How Do I Add Music To My Snapchats? The New Feature Has Endless Possibilities

The newest Snapchat update might not be a big one, but it's definitely an upgrade. This week, the app company announced that users would be able to add music to Snapchat videos directly from their phone. Previously, any streaming music would stop playing when the Snapchat app opened in order to give the user access to the microphone — but with the update, pairing the perfect theme song with your latest cat-Snap video has become easier than ever. But exactly how do you add music to Snapchat messages?

It's a simple enough process. Prior to sending a message, users should choose a song from a music app like Spotify, Soundcloud, or an iTunes library. Once it's playing, all that's needed is to start recording the video as usual (perfunctory air punches and head-banging are optional). The only drawback might be the volume. If it's not playing loudly enough, it might not register — or the opposite, it might be overwhelmingly loud and drown out any dialogue. But aside from the minor bugs, the new update should run smoothly and allow users to create some seriously awesome videos.

Unfortunately for Android users, the newest update isn't available just yet, but iOS users should see the change right away.


Unlike the message app Dubsmash, any music in a Snapchat video is grabbed directly from the audio and laid over the recording like soundtrack, rather than embedded from an available selection of tunes. And when you're finished recording your video, you still have to exit the app and pause whatever music you were streaming in order to watch the preview (unless you're gutsy enough to just send the video without checking it for awkward background noises first). So it's not exactly perfect yet — but it's definitely a good first step.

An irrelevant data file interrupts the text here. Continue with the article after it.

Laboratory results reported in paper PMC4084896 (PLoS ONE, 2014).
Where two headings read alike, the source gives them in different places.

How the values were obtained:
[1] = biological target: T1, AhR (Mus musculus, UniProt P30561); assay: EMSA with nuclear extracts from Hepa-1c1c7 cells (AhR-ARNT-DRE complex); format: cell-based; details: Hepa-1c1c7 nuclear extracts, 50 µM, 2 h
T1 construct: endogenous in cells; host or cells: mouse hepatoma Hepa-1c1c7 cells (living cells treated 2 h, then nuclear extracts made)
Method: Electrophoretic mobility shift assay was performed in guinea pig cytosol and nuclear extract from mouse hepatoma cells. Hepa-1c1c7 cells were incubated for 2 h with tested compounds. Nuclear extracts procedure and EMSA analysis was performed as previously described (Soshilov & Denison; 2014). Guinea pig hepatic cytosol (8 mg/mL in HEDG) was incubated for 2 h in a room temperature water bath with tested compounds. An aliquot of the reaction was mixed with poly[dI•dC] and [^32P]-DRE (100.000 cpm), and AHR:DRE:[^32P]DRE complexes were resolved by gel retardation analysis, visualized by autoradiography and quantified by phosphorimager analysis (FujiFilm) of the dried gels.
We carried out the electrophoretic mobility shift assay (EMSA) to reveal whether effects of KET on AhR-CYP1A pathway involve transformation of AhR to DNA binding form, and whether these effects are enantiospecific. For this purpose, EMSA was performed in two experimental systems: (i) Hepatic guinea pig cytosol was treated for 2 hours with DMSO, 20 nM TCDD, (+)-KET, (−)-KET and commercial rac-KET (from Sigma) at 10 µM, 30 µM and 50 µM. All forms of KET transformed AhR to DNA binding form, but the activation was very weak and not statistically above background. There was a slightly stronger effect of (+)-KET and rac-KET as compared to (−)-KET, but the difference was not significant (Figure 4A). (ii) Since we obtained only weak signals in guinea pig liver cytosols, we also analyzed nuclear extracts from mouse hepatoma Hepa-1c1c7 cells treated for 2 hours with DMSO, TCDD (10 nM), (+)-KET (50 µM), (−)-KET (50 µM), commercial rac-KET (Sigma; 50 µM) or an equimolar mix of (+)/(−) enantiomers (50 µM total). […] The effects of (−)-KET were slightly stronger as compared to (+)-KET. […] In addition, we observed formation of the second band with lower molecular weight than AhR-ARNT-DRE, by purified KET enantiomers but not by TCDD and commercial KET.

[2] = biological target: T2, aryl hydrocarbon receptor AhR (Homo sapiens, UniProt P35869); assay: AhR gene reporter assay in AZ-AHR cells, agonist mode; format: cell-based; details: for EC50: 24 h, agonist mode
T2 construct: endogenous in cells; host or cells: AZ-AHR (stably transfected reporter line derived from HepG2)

A few reviewers have reported some hiccups when trying out the update for the first few times. Tech site The Next Web detailed an issue with the app crashing when trying to add the music videos to their Stories aggregate, and Business Insider reports that there's really no way to control the timing of the music itself, so users are forced to scramble back into the app if they're looking to start recording at a specific point in a song.

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The newest update is suspected to be a response to an app by rival startup company Mindie, which allows users to create 10-second music messages by recording a short video and then layering in music from an approved library. Previously, Mindie users were able to post their videos to their Snapchat Story feed, but as of last Thursday, Snapchat had closed down the integration, prompting Mindie founder Gregoire Henrion to lash out at the app company in a statement to Business Insider:

Obviously Snapchat has been afraid of us. ...We grew to over 100,000 new users organically in just a few days when the Snapchat sharing feature was integrated. That's the main reason they shut us down.

In its defense, Snapchat released a statement saying that the cut-off was simply in response to concerns over third-party applications that have, in the past, allowed hackers getting their hands on user photos.

Whatever their reasoning, Snapchat's latest update should go off without any major glitches — and that's a wonderful thing for users itching to start piecing together miniature music videos of their dog pretending to mow the lawn or buy a coffee.

Images: Maurizio Pesce/Flickr; Getty Images (2)